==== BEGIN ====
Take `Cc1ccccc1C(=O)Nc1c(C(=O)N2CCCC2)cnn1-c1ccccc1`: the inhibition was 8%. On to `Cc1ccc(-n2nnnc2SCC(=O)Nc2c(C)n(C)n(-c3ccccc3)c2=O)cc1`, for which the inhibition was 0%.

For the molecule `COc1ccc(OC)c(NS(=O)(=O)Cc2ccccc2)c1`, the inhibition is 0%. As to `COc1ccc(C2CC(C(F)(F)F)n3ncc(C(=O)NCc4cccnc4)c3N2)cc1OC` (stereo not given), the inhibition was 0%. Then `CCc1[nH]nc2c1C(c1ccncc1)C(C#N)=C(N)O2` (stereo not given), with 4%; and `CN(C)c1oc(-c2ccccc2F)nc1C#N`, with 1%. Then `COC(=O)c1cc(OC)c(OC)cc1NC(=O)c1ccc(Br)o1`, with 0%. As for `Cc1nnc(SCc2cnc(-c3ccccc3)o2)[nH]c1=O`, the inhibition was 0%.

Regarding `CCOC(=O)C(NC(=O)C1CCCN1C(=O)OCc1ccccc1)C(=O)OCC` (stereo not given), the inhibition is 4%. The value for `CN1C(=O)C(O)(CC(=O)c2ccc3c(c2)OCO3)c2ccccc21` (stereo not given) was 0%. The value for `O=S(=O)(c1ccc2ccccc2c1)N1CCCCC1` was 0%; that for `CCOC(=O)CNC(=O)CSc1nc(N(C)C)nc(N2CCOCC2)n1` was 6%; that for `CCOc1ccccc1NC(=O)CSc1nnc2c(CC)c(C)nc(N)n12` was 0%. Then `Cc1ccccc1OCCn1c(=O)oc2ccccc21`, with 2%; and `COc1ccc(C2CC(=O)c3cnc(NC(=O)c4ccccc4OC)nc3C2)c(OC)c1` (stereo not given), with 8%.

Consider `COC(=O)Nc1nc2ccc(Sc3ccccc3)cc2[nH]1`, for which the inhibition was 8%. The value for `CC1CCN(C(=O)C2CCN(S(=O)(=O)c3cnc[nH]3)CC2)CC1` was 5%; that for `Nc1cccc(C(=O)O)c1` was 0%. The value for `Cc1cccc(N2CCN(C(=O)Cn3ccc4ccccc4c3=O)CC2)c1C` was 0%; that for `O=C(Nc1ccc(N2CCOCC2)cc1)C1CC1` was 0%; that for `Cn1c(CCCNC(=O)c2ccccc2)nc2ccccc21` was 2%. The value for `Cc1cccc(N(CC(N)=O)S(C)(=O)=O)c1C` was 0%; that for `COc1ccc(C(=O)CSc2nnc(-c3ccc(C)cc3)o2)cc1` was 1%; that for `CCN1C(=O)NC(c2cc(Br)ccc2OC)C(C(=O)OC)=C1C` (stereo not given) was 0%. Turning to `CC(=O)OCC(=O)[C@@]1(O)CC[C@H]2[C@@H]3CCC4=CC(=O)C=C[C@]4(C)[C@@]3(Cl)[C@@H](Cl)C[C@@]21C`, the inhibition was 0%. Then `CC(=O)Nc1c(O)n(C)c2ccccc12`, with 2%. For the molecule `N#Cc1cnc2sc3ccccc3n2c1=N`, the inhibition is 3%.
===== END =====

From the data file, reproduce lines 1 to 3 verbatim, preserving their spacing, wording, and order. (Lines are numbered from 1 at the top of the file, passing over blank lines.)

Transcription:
Take `Cc1ccccc1C(=O)Nc1c(C(=O)N2CCCC2)cnn1-c1ccccc1`: the inhibition was 8%. On to `Cc1ccc(-n2nnnc2SCC(=O)Nc2c(C)n(C)n(-c3ccccc3)c2=O)cc1`, for which the inhibition was 0%.

For the molecule `COc1ccc(OC)c(NS(=O)(=O)Cc2ccccc2)c1`, the inhibition is 0%. As to `COc1ccc(C2CC(C(F)(F)F)n3ncc(C(=O)NCc4cccnc4)c3N2)cc1OC` (stereo not given), the inhibition was 0%. Then `CCc1[nH]nc2c1C(c1ccncc1)C(C#N)=C(N)O2` (stereo not given), with 4%; and `CN(C)c1oc(-c2ccccc2F)nc1C#N`, with 1%. Then `COC(=O)c1cc(OC)c(OC)cc1NC(=O)c1ccc(Br)o1`, with 0%. As for `Cc1nnc(SCc2cnc(-c3ccccc3)o2)[nH]c1=O`, the inhibition was 0%.

Regarding `CCOC(=O)C(NC(=O)C1CCCN1C(=O)OCc1ccccc1)C(=O)OCC` (stereo not given), the inhibition is 4%. The value for `CN1C(=O)C(O)(CC(=O)c2ccc3c(c2)OCO3)c2ccccc21` (stereo not given) was 0%. The value for `O=S(=O)(c1ccc2ccccc2c1)N1CCCCC1` was 0%; that for `CCOC(=O)CNC(=O)CSc1nc(N(C)C)nc(N2CCOCC2)n1` was 6%; that for `CCOc1ccccc1NC(=O)CSc1nnc2c(CC)c(C)nc(N)n12` was 0%. Then `Cc1ccccc1OCCn1c(=O)oc2ccccc21`, with 2%; and `COc1ccc(C2CC(=O)c3cnc(NC(=O)c4ccccc4OC)nc3C2)c(OC)c1` (stereo not given), with 8%.